friendship

The 7 signs a long-term relationship will last the distance.

Ted Danson and wife Mary Steenburgen are going strong two decades on; the supposed ‘bullet-proof’ seven-year marriage of Beyonce and Jay-Z is looking a tad battle bruised.

What makes one couple last and another fall at the first hurdle and – more importantly – do you have what it takes to last the distance?

Most relationship therapists and reputable research points to seven.

1. You feel closer after an argument.

Sure you’re raw, exhausted and a little fragile but you both feel closer than you did before it. You’ve managed to talk it through rationally, listened to each other’s viewpoints and come up with a solution that suits both of you.

2. Jealousy isn’t a problem.

If there’s one thing that can destroy a perfectly good relationship rapidly, it’s inappropriate jealousy.

If - instead of losing it and storming out or trying to get even by flirting with someone else - you confess jealous feelings and allow yourself to be ­reassured, you’re on track for success.

Couples tend to become less jealous of each other the longer you’re together for obvious reasons.

People vote with their feet, so if you’re still together a few years, you start to relax. You also get a better sense of whether just how trustworthy someone is.

3. If in doubt, you’ll take it as a compliment.

If your partner says something that could be misconstrued, you’ll put the best possible light on it rather than think the worst.

You say, ‘All I want to do is turn on some trash telly. I’m sick of everyone.’ Instead of getting huffy and assuming they’re included in ‘everyone’, they say, ‘I know what it’s like. Let me get you a nice big glass of wine.’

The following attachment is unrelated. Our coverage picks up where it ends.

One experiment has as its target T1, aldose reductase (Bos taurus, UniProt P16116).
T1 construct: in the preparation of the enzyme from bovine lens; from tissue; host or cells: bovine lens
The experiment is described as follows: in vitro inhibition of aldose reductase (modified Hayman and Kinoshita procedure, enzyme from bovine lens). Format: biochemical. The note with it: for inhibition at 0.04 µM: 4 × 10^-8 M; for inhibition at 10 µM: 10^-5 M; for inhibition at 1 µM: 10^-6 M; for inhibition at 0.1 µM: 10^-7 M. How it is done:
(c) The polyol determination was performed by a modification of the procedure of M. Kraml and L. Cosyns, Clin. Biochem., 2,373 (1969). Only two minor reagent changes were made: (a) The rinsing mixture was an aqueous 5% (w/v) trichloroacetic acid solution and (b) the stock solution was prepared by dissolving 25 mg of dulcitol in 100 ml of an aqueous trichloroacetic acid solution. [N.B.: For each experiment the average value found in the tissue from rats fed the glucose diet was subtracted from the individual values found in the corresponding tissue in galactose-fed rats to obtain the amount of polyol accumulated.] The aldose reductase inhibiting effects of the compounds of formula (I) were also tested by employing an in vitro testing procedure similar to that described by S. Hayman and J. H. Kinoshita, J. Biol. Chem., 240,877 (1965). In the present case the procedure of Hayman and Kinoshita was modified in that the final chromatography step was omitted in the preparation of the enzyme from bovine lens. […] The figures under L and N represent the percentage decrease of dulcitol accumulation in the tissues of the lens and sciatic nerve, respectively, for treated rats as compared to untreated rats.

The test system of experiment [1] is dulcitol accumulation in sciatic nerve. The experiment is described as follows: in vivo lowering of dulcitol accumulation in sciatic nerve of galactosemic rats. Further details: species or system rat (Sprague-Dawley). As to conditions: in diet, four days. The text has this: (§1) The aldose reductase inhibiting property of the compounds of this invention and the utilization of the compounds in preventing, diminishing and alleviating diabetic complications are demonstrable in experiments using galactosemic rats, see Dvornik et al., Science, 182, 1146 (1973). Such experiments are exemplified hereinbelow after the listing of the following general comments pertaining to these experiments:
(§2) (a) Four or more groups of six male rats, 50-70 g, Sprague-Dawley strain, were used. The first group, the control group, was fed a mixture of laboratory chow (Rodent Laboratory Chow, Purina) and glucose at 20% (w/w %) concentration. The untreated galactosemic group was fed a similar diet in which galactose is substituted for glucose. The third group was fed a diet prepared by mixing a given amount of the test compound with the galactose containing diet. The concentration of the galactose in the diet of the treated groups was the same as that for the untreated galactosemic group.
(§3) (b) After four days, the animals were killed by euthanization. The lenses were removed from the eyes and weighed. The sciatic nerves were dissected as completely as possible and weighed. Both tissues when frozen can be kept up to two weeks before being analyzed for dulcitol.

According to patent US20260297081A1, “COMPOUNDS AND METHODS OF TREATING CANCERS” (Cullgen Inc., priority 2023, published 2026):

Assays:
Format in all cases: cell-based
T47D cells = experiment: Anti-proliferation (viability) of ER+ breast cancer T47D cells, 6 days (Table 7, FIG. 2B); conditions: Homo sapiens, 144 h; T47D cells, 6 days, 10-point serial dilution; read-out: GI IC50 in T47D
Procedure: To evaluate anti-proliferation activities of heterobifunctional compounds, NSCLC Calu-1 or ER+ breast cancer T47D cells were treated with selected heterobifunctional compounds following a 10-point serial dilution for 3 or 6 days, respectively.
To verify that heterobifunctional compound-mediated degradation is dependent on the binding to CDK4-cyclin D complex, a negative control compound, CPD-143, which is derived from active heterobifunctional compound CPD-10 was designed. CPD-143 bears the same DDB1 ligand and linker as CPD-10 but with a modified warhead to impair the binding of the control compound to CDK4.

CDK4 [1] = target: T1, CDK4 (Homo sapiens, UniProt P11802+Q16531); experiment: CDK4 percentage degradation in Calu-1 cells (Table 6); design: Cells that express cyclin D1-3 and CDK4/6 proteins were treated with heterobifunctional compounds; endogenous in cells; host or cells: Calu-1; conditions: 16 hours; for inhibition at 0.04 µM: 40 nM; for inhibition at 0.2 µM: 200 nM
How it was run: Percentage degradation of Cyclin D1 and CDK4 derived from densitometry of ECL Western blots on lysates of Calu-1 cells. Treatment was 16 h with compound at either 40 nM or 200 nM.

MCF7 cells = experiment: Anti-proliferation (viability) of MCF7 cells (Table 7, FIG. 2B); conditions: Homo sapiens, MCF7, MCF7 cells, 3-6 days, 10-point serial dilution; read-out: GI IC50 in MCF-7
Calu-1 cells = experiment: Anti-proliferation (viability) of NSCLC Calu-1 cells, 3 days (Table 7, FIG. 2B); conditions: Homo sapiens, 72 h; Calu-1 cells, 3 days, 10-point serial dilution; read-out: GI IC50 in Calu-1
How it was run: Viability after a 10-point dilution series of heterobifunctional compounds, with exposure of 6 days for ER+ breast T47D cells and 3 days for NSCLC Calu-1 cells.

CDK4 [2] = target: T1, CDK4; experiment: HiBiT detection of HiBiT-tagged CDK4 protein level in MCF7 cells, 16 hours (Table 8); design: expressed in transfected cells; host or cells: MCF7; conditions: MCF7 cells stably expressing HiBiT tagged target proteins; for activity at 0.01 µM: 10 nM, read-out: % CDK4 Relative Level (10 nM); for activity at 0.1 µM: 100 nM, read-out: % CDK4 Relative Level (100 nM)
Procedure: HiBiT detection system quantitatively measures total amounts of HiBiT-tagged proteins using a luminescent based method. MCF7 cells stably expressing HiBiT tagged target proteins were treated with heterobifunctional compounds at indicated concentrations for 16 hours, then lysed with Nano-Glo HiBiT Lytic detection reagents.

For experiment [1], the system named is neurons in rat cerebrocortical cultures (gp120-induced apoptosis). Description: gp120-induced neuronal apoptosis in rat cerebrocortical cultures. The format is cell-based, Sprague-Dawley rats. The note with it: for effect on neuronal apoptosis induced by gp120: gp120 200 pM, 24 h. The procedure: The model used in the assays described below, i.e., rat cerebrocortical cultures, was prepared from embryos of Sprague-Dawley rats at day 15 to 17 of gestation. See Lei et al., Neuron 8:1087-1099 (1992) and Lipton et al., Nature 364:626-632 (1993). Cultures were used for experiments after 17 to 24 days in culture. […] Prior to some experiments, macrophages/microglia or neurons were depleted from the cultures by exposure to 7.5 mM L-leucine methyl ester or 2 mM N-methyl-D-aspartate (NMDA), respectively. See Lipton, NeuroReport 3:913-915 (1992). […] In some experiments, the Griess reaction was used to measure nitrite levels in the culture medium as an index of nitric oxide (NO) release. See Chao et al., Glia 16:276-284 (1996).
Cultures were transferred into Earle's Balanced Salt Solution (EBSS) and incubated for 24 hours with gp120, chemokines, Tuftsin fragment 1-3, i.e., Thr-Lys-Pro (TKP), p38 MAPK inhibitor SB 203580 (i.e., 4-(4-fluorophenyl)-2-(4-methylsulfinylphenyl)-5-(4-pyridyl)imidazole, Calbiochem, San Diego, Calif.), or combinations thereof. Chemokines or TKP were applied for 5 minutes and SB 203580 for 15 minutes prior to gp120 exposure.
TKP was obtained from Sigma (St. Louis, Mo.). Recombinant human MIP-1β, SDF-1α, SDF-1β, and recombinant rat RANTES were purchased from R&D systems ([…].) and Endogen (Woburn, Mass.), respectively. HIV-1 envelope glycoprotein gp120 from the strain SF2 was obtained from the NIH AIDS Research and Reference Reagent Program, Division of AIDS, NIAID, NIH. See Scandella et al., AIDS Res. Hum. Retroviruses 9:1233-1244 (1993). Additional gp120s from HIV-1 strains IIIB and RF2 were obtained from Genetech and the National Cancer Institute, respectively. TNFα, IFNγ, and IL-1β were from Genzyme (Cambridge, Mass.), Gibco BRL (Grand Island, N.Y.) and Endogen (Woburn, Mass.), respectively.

If your partner doesn’t feel like sex, you think, They must be tired, not, They don’t fancy me any more.

4. You don’t change to suit each other, you work with each other.

No-one really wants to change because we all secretly think we’re perfect!

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What feels more natural is to both be aware of each other’s bottom line – what they will and won’t put up with – while allowing each to be individuals.

You’re on track for a long-lasting relationship when there’s a certain standard of behaviour that’s expected, but you’re not rigid.

Author, Tracey Cox.

Neither of you compromise those standards, but you are prepared to put their needs before your own occasionally.

5. You think first, react later.

Everyone sees the world differently, through a different filter. If you truly accept each other, you’ll allow for differences.

If your partner’s being extraordinarily critical of someone or something, you’ll listen first to what they have to say, take into account any stresses and how tired they are, then throw in your two pence worth – if at all.

Important issues are worth fighting over; trivial differences aren’t.

6. You know how to say goodbye.

Your partner is about to head off for a two-week work conference overseas.

You don’t cling on, sob and feel miserable and resentful they’re having time away from you. You take them to the airport, kiss and hug, then wave them off cheerily.

A graceful exit is the best preparation for the next grand entrance.

Smart lovers keep each other hungry for more.

7. You both feel you’re getting a fair deal from the ­relationship.

Last but crucially important, ask yourself this: Who’s getting the best deal from this relationship: me or my partner? Are they getting much more out of it than you or vice versa?

Couples who honestly answer, ‘It’s fairly equal’, are those who report the highest relationship satisfaction.

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